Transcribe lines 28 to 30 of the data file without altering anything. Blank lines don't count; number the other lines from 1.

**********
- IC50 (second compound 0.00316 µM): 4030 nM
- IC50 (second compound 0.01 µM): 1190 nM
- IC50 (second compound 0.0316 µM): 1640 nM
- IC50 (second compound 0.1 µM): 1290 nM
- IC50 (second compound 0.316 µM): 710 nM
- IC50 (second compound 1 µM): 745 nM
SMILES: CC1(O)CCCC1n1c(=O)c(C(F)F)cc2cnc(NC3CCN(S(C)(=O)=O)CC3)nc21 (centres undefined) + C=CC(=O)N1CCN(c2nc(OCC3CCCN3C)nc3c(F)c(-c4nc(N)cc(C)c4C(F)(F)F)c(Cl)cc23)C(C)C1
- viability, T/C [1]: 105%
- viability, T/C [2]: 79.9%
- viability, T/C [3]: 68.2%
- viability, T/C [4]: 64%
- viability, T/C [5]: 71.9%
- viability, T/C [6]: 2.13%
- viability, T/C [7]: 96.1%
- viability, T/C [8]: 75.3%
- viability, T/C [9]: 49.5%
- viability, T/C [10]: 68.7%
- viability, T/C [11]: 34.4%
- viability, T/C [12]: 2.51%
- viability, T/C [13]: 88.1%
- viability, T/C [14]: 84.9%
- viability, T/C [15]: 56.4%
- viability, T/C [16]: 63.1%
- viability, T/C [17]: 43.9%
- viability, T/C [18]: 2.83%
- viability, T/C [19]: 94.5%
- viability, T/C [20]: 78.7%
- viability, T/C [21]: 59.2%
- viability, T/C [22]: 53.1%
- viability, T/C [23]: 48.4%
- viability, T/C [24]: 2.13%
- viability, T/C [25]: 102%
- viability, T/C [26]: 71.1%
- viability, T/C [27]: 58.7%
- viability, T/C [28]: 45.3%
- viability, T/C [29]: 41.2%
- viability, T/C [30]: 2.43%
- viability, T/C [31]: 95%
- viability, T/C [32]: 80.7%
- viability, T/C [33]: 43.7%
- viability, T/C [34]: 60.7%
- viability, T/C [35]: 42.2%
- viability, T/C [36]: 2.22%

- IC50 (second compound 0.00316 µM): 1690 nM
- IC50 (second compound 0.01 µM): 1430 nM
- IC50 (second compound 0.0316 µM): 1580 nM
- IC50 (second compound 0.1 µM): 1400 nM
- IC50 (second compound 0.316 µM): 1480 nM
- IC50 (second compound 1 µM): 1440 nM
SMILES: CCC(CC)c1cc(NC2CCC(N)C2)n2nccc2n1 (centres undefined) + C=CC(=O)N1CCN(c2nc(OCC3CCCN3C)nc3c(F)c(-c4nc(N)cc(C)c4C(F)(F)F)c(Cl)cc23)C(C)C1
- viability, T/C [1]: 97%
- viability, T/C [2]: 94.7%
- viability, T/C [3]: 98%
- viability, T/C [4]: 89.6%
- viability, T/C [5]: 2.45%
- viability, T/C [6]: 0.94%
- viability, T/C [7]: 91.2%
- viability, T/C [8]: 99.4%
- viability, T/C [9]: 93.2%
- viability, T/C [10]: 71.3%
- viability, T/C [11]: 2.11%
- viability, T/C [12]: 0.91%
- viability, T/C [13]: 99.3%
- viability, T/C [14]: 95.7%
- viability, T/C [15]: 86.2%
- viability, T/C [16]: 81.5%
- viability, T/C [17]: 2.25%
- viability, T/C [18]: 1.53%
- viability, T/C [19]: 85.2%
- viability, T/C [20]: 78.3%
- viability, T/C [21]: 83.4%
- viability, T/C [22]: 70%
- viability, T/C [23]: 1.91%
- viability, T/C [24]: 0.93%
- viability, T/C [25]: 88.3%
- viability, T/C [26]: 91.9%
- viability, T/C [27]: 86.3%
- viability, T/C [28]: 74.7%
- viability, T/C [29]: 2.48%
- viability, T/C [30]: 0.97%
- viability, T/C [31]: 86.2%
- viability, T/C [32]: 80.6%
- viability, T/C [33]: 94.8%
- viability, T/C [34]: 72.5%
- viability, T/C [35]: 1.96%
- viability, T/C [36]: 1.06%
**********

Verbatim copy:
- viability, T/C [21]: 59.2%
- viability, T/C [22]: 53.1%
- viability, T/C [23]: 48.4%